In a January 4, 1991, response to the ACLU, Mr. Wright indicated that he needed to discuss the matter with the Athletic Department and that he was undertaking a comprehensive study of athletics at Princeton.   The prospect of further delay was unacceptable to Ms. Ellis, who quickly responded that the women and their coaches at Princeton had already waited twelve years.   Ms. Ellis informed Mr. Wright that with golf plans already underway for the 1991-92 academic year, the matter was urgent, and she indicated that the failure to grant varsity status by spring would result in legal action.

The ACLU coordinated with the local law firm of Pellettieri, Rabstein & Altman, which had volunteered its services to help.   The University Counsel, Peter McDonough, wrote to the firm in March 1991 to explain that while Princeton would like to see a women’s golf program equal to the men’s, women’s golf must nevertheless undergo further analysis and meet certain conditions, including the requirements that a sustainable interest in women’s golf continue, that the number of Ivy League schools currently offering women’s golf as a varsity sport not diminish, and that members of the women’s golf team engage in fund-raising activities.   Mr. McDonough concluded: “Upon your confirmation in writing that neither the ACLU-NJ nor the representatives of the women’s golf club will pursue legal action against the University or publicize the threat of such legal action if this proposal is implemented, I will cause the University’s Department of Athletics to send a letter to the women’s golf club advising the club of the resolution of this issue on the terms set forth above.”

The Leadership of Paget Berger *90

Jennie Thompson ’90, the team captain, and Barbara Armas ’92 had a chance meeting at Springdale Golf Club in the winter of 1988 with Paget Berger *90, a fellow at the Woodrow Wilson School.   Ms. Berger, a golf enthusiast and a woman known for her dedication to helping others, embraced the team.   Between her leadership as coach and travel coordinator and the relentless pressure she placed on the University, Ms. Berger was the catalyst for the eventual awarding of varsity status.

In response to Mr. McDonough’s letter, Ms. Berger accused the University of remaining essentially unchanged in its position with respect to women’s golf since 1980, and of placing a continuing burden on the women to satisfy an arbitrary notion of commitment.   In a letter signed by the team to the University, the women’s team members pointed out that their parents were paying the same tuition as the men’s parents, but that women were not being given an equal opportunity.   They explained that a sustainable interest in women’s golf had been present at Princeton since before 1980; that Princeton should set an example for other Ivy League schools that lacked varsity teams; and that the members of the men’s varsity team did no fundraising whatsoever and reaped all the benefits of the June alumni tournament.   The women asked for an immediate resolution and said, “The bottom line is that women cannot be denied the same status as men in a University-sponsored activity.”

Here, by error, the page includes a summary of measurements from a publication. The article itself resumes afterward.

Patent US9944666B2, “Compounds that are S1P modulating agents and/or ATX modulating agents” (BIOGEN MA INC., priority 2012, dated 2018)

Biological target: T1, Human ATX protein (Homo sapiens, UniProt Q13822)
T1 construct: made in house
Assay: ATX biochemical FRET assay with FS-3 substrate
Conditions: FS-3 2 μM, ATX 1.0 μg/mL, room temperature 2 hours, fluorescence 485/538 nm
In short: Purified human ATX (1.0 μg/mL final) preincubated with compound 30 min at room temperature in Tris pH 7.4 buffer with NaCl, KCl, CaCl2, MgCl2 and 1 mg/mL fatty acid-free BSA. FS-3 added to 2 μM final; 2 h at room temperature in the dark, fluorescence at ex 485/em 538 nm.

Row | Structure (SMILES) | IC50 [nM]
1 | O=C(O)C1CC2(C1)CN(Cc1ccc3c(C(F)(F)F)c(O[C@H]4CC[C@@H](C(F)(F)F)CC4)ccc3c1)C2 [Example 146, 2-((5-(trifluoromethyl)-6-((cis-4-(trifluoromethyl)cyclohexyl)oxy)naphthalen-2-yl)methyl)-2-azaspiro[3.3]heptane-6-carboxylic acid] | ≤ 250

At this point some of the parents of the women’s team members, including Delbert Smith and William W. Welsh Jr., offered Ms. Berger their support.   And as Ms. Berger stated in one letter, “The Friends of Women’s Golf have been, along with the team, strong and enthusiastic supporters of all my efforts.”   Ms. Berger kept the ACLU advised of her dealings with the University and also kept parents informed.   In mid-May 1991, the University met with Ms. Berger and the team members, yet it reiterated many of the same arguments and still made no commitment to establishing a varsity team.   The University subsequently held another meeting with Ms. Berger and the team as well as with concerned parents and alumni.   At long last on June 19, 1991, Mr. Wright of Princeton’s Office of the General Counsel wrote to Ms. Berger that “Bob Myslik is working with his colleagues over the summer to attempt to devise as promptly as possible a course of action that will lead to parity between the women’s and the men’s golf programs.”

Varsity Status and Beyond

On July 12, 1991, the University announced the formation of the “Princeton Men’s and Women’s Varsity Golf Program,” in which the men’s and women’s programs would henceforth be combined.   Princeton also promised to discuss the possible sponsoring of an official Ivy League championship tournament for women, and a possible Ivy League golf championship that would have a combined men’s and women’s format.   The teams would travel together on inter-regional trips, and both varsity teams would be eligible to compete, if invited, in the respective season-ending NCAA championships. …